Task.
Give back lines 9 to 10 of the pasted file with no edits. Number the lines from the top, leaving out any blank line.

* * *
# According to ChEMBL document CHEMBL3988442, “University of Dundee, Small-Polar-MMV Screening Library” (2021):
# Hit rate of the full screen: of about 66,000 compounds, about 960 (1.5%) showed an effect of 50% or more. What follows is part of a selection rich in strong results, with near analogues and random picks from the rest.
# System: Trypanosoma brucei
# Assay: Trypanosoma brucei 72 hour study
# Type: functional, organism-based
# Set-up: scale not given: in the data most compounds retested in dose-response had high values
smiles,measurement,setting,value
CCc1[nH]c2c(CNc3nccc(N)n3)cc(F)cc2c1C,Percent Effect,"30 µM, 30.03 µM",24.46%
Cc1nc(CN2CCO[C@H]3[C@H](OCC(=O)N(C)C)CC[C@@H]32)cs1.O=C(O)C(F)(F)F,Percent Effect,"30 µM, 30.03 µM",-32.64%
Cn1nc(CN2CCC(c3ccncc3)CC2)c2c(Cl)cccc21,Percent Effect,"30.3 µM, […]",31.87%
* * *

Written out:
Cc1nc(CN2CCO[C@H]3[C@H](OCC(=O)N(C)C)CC[C@@H]32)cs1.O=C(O)C(F)(F)F,Percent Effect,"30 µM, 30.03 µM",-32.64%
Cn1nc(CN2CCC(c3ccncc3)CC2)c2c(Cl)cccc21,Percent Effect,"30.3 µM, […]",31.87%